As a result, it was a very long wait from the time we assembled (at around 10:30) to the time we got moving, about 3 hours later. At this point, there was a great cheer, but we only moved about 20 feet - this was because so many people were joining the march! We didn't get to see Ban Ki-moon, Bill de Blasio, Bernie Sanders, Chuck Schumer, Jane Goodall, Al Gore, Leonardo di Caprio, Sting or other well-known people who marched, but unbeknownst to us, we had a wonderful treat in store. Some musicians began setting up right behind us, and it turned out to be Peter Yarrow of Peter, Paul and Mary – along with his daughter, son-in-law and grand-daughter. They led us in singing some great old march songs, including “We Shall Not Be Moved” and “This Land is Your Land.” Peter added some “verses” by singing out the words on the posters and banners, including my sign! He also kissed one of my friends on the cheek when she told him how much the music meant to us.

Amidst such a huge crowd, it was hard to imagine that the organizers could pull off a moment of silence at 12:58 p.m., in observance of all the people who are already victims of climate change. I thought it might not work, but it did. This was a crowd that was very energetic, at times boisterous, but also very disciplined and intent on sending a serious message to the “powers that be.”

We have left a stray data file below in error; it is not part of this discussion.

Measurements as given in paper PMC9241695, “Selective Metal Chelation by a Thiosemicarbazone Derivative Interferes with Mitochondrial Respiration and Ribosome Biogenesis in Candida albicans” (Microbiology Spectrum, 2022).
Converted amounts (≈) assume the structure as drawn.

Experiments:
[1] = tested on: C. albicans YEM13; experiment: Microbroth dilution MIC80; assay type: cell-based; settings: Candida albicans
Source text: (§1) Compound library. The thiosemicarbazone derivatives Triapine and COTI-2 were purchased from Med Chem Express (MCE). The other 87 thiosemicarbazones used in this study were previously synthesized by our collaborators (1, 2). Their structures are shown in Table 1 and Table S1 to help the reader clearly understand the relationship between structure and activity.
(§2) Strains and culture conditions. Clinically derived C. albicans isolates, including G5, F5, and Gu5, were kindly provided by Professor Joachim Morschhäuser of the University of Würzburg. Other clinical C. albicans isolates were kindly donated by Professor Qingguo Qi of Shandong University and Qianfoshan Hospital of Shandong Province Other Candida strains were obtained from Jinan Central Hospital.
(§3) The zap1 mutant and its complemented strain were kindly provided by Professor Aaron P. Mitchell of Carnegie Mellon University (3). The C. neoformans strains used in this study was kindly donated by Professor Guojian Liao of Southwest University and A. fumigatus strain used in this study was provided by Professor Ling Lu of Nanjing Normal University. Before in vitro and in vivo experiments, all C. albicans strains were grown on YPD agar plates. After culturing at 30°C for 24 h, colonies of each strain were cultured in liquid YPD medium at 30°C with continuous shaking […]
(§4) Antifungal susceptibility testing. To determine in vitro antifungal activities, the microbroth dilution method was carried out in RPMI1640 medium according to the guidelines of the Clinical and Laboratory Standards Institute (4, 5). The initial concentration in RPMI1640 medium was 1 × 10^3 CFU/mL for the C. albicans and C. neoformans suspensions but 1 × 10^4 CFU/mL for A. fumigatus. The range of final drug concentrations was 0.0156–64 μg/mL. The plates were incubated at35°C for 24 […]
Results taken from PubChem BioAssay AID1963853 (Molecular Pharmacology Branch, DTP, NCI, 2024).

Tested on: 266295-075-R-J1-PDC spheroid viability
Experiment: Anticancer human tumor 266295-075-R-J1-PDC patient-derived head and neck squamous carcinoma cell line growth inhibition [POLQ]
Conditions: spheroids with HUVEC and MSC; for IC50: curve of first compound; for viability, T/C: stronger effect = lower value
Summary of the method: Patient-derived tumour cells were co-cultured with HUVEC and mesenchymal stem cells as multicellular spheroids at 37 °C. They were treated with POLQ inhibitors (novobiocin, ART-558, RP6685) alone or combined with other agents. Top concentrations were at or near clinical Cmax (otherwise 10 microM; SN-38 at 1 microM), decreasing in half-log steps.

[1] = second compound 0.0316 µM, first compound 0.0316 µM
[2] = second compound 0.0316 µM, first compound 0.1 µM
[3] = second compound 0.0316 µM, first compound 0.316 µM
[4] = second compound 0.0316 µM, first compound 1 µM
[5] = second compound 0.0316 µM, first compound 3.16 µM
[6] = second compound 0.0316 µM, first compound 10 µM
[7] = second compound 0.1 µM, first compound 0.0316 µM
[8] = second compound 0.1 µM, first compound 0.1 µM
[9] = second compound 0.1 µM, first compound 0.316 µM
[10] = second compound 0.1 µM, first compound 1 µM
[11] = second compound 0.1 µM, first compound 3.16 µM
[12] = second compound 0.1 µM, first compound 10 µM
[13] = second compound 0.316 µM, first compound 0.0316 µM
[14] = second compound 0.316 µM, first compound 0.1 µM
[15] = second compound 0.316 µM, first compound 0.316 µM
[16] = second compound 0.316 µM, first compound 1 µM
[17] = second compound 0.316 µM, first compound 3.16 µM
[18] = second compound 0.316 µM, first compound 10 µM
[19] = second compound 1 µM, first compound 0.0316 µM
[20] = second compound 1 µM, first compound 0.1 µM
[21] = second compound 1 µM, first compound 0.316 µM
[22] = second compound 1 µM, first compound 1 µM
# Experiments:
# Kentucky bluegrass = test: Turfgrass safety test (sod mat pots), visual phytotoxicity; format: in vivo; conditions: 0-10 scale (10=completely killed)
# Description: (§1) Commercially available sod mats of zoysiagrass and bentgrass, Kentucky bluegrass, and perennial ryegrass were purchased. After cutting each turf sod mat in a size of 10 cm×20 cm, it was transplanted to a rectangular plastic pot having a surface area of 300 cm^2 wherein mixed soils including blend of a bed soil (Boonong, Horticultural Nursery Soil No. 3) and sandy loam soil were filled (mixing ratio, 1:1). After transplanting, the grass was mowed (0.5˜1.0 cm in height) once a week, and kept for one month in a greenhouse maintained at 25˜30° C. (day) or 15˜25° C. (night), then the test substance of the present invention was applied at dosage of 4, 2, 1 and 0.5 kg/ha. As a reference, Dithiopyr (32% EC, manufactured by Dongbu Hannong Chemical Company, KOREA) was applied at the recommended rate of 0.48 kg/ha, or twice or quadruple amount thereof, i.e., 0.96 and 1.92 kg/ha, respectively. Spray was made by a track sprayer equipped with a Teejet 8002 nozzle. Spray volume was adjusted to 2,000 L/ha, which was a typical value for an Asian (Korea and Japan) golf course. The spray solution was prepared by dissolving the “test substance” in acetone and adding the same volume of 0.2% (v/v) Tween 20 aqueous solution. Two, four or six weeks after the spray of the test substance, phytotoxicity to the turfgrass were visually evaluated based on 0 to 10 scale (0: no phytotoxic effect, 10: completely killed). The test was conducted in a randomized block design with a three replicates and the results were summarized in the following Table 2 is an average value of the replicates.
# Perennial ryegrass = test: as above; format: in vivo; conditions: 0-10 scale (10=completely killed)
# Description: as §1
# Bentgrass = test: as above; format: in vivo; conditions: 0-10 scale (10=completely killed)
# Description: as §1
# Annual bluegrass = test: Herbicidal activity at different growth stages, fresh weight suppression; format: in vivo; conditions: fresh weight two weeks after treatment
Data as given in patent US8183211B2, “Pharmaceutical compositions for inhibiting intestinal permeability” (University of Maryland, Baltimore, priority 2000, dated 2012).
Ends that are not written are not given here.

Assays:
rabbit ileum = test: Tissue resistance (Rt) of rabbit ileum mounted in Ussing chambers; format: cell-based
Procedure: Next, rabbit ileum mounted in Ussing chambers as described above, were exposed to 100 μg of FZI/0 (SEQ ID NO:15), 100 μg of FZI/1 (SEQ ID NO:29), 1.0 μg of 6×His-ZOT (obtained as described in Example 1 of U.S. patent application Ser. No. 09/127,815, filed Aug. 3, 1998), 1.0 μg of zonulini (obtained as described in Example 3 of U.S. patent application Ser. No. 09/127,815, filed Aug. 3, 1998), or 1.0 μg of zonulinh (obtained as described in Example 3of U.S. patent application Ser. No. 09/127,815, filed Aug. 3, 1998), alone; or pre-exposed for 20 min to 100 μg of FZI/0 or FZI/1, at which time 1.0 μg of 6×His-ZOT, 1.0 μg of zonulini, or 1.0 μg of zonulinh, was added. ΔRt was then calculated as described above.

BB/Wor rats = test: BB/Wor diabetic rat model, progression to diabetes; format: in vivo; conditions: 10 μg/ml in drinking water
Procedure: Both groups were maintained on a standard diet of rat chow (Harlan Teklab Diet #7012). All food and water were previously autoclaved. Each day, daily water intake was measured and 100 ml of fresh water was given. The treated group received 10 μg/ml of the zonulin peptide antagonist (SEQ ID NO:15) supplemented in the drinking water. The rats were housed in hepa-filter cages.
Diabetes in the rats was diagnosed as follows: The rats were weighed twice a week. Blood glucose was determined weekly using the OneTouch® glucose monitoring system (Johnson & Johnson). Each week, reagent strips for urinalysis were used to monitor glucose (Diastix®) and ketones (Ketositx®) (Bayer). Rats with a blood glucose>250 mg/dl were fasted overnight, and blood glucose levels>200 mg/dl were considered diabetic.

Once we finally got moving, progress was slow at first, but we began making steadier progress toward Columbus Circle – the official starting point (!), which we reached about 2:45. Then, we headed east to 6th Ave, then south to 42nd Street, then back west to 11th Ave and south to 34th Street. All together, the march route is about 3.5 miles, but we didn't get to the end until 5 o'clock – almost 7 hours after we had gathered! All along the way, people lining the route or passing by gave us thumbs up and were very supportive.

The atmosphere, at least where we were, was as much street theater and block party as it was protest march. We were accompanied all the way by a marching band, made up mostly of young musicians and dancers dressed in red and black and full of energy and enthusiasm. Even toward the end of the march, they were dancing, jumping, spinning, and keeping the rest of us from obsessing too much about how much our feet hurt!